Some weeks ago, I asked my subscribers: What does sending more emails mean to you – more revenue or less subscriber lifetime value? The answers have been 50/50. And surely, there is a lot of evangelism on both sides. Some literally praise to send more for years. Others raise their subscribers permission shields and warn that such attitude in the market might kill email in the long run. All in all, both don’t help marketers that much in finding their optimum email freq, do they?

Yesterday, I stumbled across an article from John Foreman, data scientist at MailChimp. He showed how to determine the best emailing frequency in an objective manner. I liked that. So here is what he found – plus a little add-on:

### Optimum frequency: The revenue side

Sending more emails per month – say 25 campaigns instead of just 6 ones – increases the number of clicks during that period. **However, the click rate per single campaign worsens with each increase in frequency.** This is what the blue line in the above figure tells us. It cuts through some sample campaigns. For instance, 6 sends per month yield about 2% click rate each, 25 sends yield only 0.5% each.

If you sum up all the clicks per campaign and display them in a graph, you will get a curve like the one in the below figure. For example, our 25 sends à 0.5% make a total of about 12.5%. That’s some sort of **your email revenue** – not measured in euros or dollars, but measured in clicks per month:

As you can see, it may make sense to increase frequency. But this works only to a certain tipping point, at which **CR per month (the revenue) has its maximum**. You can calculate its exact value by taking the first derivative of the curve’s formula, and then looking at where it becomes zero. Geometrically, this would be the point, where the dashed light blue line gets negative values (< 0.00):

To sum it up: The optimum send frequency for this sender would be about 15 to 16 campaigns per month. That is, if we just look at his revenue side – his clicks.

### Add-on: Accounting for costs, too

However, sending more emails also comes at costs. In fact, getting too many emails is the top reason, why people unsubscribe. Only some quit explicitly by hitting unsubscribe. Most of all unsubscribes happen implicitly. You can’t reach those subscribers anymore, although they are still on your list.

When deciding, which frequency to choose, one must also account for list churn (aka list fatigue). So, let’s add this to our plot. We assume that higher frequency causes **steadily increasing churn rates** (red line, churn = 0.01 * f):

Now, the picture changes a bit. Sends are profitable within the area, where the red line lies under the light blue curve. By profitable we mean here: achieving more clicks than suffering unsubscribes. (You could easily extend this model to represent sending revenues and sending costs in €/$. Think of conversions and cpm or subscriber value for instance.)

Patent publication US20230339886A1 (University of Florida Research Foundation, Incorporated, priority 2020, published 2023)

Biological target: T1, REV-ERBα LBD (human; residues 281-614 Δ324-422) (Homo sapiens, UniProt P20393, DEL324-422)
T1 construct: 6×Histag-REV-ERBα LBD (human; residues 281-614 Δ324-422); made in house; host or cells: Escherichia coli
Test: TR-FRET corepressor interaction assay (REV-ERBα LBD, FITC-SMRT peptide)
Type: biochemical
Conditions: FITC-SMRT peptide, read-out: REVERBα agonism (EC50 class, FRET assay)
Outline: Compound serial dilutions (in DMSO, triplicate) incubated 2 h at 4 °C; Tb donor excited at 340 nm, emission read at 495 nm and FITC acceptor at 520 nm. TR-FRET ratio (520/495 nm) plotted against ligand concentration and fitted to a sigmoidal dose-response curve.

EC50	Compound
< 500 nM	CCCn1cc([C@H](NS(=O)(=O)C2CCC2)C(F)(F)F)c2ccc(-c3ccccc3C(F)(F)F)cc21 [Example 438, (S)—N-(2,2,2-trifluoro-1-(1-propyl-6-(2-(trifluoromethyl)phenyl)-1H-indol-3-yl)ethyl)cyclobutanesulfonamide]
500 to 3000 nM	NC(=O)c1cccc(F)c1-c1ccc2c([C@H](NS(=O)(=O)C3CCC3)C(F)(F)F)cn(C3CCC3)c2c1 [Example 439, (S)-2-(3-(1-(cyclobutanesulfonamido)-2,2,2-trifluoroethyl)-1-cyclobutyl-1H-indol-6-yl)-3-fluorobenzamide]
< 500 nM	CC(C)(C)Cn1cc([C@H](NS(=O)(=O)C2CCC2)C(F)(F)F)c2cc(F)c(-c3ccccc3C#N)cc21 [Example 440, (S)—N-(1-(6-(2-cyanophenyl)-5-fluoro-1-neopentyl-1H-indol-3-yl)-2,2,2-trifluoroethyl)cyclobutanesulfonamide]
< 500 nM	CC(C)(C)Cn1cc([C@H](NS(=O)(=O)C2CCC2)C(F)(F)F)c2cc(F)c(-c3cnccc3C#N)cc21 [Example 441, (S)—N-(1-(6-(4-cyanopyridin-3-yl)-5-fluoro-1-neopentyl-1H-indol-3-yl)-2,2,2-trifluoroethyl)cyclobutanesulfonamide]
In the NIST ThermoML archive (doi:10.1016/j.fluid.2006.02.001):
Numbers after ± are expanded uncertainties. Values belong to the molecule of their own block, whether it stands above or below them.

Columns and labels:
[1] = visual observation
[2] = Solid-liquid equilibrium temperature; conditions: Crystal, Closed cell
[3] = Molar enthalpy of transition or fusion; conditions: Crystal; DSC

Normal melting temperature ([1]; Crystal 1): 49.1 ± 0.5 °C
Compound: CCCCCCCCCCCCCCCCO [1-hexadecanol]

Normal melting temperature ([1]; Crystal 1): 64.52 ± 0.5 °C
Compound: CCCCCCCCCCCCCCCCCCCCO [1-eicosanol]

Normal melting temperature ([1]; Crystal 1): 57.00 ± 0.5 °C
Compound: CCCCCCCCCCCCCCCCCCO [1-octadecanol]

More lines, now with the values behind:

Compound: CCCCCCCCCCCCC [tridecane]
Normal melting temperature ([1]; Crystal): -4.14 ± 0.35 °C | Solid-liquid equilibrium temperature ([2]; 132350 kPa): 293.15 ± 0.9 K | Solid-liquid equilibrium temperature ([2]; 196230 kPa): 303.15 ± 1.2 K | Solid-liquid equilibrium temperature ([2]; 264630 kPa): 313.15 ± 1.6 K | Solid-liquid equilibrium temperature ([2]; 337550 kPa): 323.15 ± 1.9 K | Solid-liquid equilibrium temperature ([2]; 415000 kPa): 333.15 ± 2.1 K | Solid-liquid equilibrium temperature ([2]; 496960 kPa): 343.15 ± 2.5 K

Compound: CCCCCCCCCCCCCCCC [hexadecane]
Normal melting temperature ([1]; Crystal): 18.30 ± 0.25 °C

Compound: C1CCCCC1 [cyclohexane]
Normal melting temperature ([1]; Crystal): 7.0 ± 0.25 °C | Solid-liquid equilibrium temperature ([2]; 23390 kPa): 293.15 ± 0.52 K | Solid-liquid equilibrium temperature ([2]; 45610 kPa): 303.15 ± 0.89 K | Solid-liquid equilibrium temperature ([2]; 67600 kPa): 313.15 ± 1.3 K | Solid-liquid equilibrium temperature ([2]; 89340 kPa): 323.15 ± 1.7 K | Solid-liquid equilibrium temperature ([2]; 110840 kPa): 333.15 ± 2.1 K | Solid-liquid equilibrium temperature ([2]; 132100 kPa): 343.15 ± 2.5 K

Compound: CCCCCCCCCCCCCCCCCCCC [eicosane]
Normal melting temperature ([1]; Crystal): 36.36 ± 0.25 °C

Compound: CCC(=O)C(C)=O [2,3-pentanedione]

What would be the most appealing frequency in that area? It would probably be the one, where the **gap between clicks (curve) and unsubscribes (red line) becomes largest.** The exact location is difficult to spot with your eyes alone. Luckily, we can calculate it.

Math tells us to look at where the 1st derivative of the click curve’s formula equals the 1st derivative of the churn line’s formula. Graphically, this would be the intercept point between both lines. At the same time it’s the point, where the red line would just touch the curve, if we would just move it up. Put in a formula, it would look like “**click_intercept – churn_slope / (2 * click_slope)**“.

Et voila: The optimum frequency goes down **from 16 (blue dot) to 9 (red dots)** sends per month, if we want many clicks AND loyal subscribers. 9 is calculated as **0.025 – 0.01 / (2 * 0.0008)**.

### Final thoughts

This model itself is simplistic (short-termed, just one revenue and cost component, no retention rate…). Also, for practical implementations, one would make churn and clicks better comparable. E.g. by using average subscriber lifetime values and conversion rates plus average order values. Here we assumed that 1% click rate and 1% churn rate both have the same absolute value from a marketing perspective. Nevertheless, it’s a good framework for some further analysis.

There are other ways to address churn. For example, we can include a retention rate into the click rate formula. Churn rate and retention rate add up to 1. So the retention rate shows, what percentage of subscribers stays with us from send to send. The effect would be the same: If you don’t just want to go for clicks but also for retention, the point of best send frequency wanders to the left:

#### Note

German readers might want to check out my more detailed frequency posting on emailmarketing.de. It also covers how to fit a linear model like the one that John applied.

Inspiring new take on email frequency from @John4man http://t.co/ksFDf0Dvd8 + a way 2 incl unsubs http://t.co/Jn3yrsWcLo ?

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